After a great run, the Winning the Internet blog has been retired. However, you can still keep in touch with New Media Mentors here.
Well, spring has sprung! It’s a spectacular day here in Oakland and my mind is on spring cleaning. It’s one of those things that feels so great when it’s done, so why not do a little spring cleaning at work?
To make things simple, I’ve put together the following checklist, with ideas for cleaning up your digital work life. Print it out and start checking boxes!
Clean Up Your Digital (Work) Life Checklist
☐ Stop forcing tools that aren’t working for you.
If you haven’t updated your organization’s Pinterest boards in the last six months, for example, it might be time to give yourself permission to stop thinking about them altogether. There’s no shame in trying new things as long as you realize when they’re not working and stop wasting time on them.
☐ Trim down your to do list.
If there’s anything on your to do list that won’t actually help your organization achieve its goals, get rid of it.
Fix broken stuff
☐ Find out what is and isn’t working for your org, and fix the broken stuff.
Spend a little time digging into your organization’s data (email, website, Facebook, etc.) to see what isn’t working. To keep things interesting and avoid spending an entire day on this, block out an hour on your calendar, put on some headphones and make it a timed exercise.
☐ Create a testing plan.
If you’ve got a hunch that some things could be working better, but aren’t sure, testing can help you figure it out. Put together a list of everything you’d like to test (email templates, calls to action on your website, etc.) and assign target dates for each test.
☐ Revamp burdensome processes.
I touched on this last week, but couldn’t leave it off of this checklist. If repetitive tasks like editing emails or planning campaigns are about as fun for you as a trip to the dentist, pause for a moment and intentionally rework the processes.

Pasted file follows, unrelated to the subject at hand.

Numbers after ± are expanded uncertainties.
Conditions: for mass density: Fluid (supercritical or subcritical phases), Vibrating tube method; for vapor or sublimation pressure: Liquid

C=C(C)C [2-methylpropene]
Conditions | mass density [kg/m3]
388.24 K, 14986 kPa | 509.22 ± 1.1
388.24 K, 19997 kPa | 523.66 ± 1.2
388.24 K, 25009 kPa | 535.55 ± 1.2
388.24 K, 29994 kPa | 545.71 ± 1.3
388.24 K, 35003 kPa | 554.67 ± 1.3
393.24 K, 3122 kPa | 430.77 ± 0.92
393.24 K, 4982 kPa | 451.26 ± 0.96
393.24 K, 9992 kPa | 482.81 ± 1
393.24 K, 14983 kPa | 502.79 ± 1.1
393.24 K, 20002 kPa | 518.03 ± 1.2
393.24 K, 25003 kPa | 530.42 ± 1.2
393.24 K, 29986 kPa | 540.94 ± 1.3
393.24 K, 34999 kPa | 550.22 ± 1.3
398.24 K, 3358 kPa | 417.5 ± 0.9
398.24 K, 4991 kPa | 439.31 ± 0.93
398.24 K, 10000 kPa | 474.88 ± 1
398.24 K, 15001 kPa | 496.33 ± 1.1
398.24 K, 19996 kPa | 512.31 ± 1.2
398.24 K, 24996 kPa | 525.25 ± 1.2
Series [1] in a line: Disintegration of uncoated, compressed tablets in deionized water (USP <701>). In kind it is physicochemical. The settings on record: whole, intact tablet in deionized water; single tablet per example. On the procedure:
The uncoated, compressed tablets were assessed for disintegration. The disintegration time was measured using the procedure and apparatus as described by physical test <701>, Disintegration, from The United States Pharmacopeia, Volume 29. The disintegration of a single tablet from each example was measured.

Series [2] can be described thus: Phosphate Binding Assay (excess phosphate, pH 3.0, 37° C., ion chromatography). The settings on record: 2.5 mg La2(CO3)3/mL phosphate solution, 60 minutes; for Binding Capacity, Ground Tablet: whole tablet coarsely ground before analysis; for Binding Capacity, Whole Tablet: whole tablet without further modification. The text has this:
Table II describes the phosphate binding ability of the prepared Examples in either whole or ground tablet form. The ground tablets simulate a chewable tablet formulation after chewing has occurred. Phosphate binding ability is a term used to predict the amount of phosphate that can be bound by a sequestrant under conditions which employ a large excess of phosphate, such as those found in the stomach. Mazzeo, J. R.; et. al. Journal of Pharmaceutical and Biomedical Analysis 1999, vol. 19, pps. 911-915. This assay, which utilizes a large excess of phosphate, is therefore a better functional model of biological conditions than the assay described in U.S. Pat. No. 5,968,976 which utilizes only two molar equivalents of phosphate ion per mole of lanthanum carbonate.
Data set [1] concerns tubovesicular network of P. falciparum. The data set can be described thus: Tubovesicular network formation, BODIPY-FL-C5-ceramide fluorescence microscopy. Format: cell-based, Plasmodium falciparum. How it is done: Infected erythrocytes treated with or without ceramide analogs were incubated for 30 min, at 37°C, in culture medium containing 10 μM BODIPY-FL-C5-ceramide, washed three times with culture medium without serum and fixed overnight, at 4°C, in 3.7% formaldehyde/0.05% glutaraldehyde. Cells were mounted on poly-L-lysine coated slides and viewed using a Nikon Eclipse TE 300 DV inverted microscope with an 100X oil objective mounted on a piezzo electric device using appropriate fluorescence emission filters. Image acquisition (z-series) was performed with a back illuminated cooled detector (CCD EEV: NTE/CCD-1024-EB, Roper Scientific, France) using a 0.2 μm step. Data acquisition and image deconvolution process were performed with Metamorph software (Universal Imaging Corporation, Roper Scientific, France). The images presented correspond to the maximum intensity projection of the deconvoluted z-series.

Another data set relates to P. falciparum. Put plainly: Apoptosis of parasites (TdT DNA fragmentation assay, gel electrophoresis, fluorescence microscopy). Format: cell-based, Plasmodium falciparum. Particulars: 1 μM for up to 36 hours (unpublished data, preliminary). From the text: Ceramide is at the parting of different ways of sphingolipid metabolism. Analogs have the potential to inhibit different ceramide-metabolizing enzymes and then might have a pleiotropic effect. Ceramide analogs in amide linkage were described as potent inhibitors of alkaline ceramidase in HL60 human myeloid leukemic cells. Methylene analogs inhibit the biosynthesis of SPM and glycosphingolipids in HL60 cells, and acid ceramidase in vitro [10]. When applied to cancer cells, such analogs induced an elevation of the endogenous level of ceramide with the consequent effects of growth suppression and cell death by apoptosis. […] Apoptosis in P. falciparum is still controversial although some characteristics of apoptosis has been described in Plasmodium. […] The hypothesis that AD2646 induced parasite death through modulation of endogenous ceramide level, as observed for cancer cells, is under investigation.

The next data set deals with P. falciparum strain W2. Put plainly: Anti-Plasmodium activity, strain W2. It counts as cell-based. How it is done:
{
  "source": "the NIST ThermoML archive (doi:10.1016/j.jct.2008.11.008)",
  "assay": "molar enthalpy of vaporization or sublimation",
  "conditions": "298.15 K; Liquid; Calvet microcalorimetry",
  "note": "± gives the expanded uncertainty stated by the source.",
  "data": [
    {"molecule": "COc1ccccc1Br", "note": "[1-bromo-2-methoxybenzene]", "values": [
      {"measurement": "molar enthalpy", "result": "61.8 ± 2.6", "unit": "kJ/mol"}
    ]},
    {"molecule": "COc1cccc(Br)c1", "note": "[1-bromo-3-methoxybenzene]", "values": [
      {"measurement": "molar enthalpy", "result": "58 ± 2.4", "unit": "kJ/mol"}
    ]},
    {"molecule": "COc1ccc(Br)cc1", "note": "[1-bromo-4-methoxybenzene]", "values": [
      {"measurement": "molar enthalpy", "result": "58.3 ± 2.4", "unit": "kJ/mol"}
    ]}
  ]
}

☐ Develop a content matrix.
If program staff and others at your organization are always sending you things and asking you to turn them into emails, Facebook posts, etc., you can save time by defining upfront how you’ll handle different types of content.
Put together a simple spreadsheet with the type of content going down the left side (press release, event announcement, post to your organization’s blog, news article mentioning your organization, etc.), and the possible ways to promote things going across the top (mass email, Facebook post, Twitter post, feature on homepage, etc.). Check off the appropriate boxes for each type of content.
☐ Create a communications calendar.
Go a step beyond the content matrix and think about what’s coming down the pike in the next month or so, then put the dates on a calendar. If your organization uses Google calendars, consider setting one up especially for this purpose so your colleagues can access it when they need to and you can avoid emailing the same document over and over again.
Image courtesy of Jean Scheijen.